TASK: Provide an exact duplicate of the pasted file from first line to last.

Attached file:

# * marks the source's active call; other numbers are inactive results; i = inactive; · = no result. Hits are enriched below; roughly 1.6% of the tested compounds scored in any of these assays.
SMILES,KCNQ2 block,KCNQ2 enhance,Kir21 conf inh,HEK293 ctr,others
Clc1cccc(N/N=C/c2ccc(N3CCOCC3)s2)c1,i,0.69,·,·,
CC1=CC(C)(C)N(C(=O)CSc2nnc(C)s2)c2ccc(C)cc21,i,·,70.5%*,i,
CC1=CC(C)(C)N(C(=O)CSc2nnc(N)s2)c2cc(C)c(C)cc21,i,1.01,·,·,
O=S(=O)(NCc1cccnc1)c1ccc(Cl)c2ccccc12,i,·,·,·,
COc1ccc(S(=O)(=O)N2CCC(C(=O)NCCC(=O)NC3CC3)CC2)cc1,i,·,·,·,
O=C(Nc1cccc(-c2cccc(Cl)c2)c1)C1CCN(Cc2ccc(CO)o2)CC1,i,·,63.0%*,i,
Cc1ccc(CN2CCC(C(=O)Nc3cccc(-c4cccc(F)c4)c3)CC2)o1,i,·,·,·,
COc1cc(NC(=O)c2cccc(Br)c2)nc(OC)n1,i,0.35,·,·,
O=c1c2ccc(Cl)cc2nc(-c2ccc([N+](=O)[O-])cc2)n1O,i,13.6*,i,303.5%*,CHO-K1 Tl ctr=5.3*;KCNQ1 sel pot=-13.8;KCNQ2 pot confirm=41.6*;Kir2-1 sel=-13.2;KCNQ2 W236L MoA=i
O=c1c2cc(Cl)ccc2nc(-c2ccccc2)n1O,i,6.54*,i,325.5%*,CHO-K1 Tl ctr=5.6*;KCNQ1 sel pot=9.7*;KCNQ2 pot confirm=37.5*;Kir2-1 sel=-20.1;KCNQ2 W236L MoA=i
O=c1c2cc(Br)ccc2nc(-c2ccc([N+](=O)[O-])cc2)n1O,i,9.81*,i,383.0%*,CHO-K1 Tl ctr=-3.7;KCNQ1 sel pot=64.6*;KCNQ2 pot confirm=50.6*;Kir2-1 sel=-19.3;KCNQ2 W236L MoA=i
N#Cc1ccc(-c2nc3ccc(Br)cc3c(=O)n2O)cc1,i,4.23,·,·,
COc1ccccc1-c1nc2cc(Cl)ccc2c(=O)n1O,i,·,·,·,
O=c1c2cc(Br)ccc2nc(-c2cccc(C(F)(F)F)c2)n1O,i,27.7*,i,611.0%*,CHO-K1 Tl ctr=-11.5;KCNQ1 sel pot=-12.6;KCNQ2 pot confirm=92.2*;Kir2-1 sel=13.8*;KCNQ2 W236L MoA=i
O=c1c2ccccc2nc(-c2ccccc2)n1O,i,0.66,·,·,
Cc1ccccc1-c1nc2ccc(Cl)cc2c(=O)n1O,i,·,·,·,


# * marks the source's active call; other numbers are inactive results; i = inactive; · = no result. Hits are enriched below; roughly 1.6% of the tested compounds scored in any of these assays.
SMILES,KCNQ2 block,KCNQ2 enhance,Kir21 conf inh,HEK293 ctr,others
Clc1cccc(N/N=C/c2ccc(N3CCOCC3)s2)c1,i,0.69,·,·,
CC1=CC(C)(C)N(C(=O)CSc2nnc(C)s2)c2ccc(C)cc21,i,·,70.5%*,i,
CC1=CC(C)(C)N(C(=O)CSc2nnc(N)s2)c2cc(C)c(C)cc21,i,1.01,·,·,
O=S(=O)(NCc1cccnc1)c1ccc(Cl)c2ccccc12,i,·,·,·,
COc1ccc(S(=O)(=O)N2CCC(C(=O)NCCC(=O)NC3CC3)CC2)cc1,i,·,·,·,
O=C(Nc1cccc(-c2cccc(Cl)c2)c1)C1CCN(Cc2ccc(CO)o2)CC1,i,·,63.0%*,i,
Cc1ccc(CN2CCC(C(=O)Nc3cccc(-c4cccc(F)c4)c3)CC2)o1,i,·,·,·,
COc1cc(NC(=O)c2cccc(Br)c2)nc(OC)n1,i,0.35,·,·,
O=c1c2ccc(Cl)cc2nc(-c2ccc([N+](=O)[O-])cc2)n1O,i,13.6*,i,303.5%*,CHO-K1 Tl ctr=5.3*;KCNQ1 sel pot=-13.8;KCNQ2 pot confirm=41.6*;Kir2-1 sel=-13.2;KCNQ2 W236L MoA=i
O=c1c2cc(Cl)ccc2nc(-c2ccccc2)n1O,i,6.54*,i,325.5%*,CHO-K1 Tl ctr=5.6*;KCNQ1 sel pot=9.7*;KCNQ2 pot confirm=37.5*;Kir2-1 sel=-20.1;KCNQ2 W236L MoA=i
O=c1c2cc(Br)ccc2nc(-c2ccc([N+](=O)[O-])cc2)n1O,i,9.81*,i,383.0%*,CHO-K1 Tl ctr=-3.7;KCNQ1 sel pot=64.6*;KCNQ2 pot confirm=50.6*;Kir2-1 sel=-19.3;KCNQ2 W236L MoA=i
N#Cc1ccc(-c2nc3ccc(Br)cc3c(=O)n2O)cc1,i,4.23,·,·,
COc1ccccc1-c1nc2cc(Cl)ccc2c(=O)n1O,i,·,·,·,
O=c1c2cc(Br)ccc2nc(-c2cccc(C(F)(F)F)c2)n1O,i,27.7*,i,611.0%*,CHO-K1 Tl ctr=-11.5;KCNQ1 sel pot=-12.6;KCNQ2 pot confirm=92.2*;Kir2-1 sel=13.8*;KCNQ2 W236L MoA=i
O=c1c2ccccc2nc(-c2ccccc2)n1O,i,0.66,·,·,
Cc1ccccc1-c1nc2ccc(Cl)cc2c(=O)n1O,i,·,·,·,